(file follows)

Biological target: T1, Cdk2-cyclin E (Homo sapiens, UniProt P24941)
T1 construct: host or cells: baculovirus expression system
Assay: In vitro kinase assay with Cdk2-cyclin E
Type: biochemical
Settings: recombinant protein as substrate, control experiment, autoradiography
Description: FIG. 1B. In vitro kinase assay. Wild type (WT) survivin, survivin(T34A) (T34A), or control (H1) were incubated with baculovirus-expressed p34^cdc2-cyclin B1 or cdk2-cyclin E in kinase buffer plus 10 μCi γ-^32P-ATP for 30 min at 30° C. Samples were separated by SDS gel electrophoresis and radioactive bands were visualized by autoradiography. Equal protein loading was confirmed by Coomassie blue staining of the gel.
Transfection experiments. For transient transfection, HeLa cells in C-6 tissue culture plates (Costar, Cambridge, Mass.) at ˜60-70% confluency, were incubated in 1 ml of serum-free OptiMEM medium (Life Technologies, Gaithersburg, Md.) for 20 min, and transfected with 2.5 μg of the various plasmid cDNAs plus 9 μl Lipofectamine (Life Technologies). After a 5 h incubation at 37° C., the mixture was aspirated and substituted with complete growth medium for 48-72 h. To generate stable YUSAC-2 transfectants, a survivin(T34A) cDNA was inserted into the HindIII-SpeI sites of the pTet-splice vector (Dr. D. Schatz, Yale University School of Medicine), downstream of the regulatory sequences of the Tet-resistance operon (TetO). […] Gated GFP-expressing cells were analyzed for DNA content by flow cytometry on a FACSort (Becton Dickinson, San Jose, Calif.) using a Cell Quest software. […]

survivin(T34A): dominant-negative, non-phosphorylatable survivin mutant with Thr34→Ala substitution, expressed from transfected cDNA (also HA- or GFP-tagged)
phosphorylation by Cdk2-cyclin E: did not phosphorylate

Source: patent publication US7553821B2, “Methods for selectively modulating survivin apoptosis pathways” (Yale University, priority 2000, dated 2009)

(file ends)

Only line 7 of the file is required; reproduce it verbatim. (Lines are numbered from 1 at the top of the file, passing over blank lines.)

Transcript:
Transfection experiments. For transient transfection, HeLa cells in C-6 tissue culture plates (Costar, Cambridge, Mass.) at ˜60-70% confluency, were incubated in 1 ml of serum-free OptiMEM medium (Life Technologies, Gaithersburg, Md.) for 20 min, and transfected with 2.5 μg of the various plasmid cDNAs plus 9 μl Lipofectamine (Life Technologies). After a 5 h incubation at 37° C., the mixture was aspirated and substituted with complete growth medium for 48-72 h. To generate stable YUSAC-2 transfectants, a survivin(T34A) cDNA was inserted into the HindIII-SpeI sites of the pTet-splice vector (Dr. D. Schatz, Yale University School of Medicine), downstream of the regulatory sequences of the Tet-resistance operon (TetO). […] Gated GFP-expressing cells were analyzed for DNA content by flow cytometry on a FACSort (Becton Dickinson, San Jose, Calif.) using a Cell Quest software. […]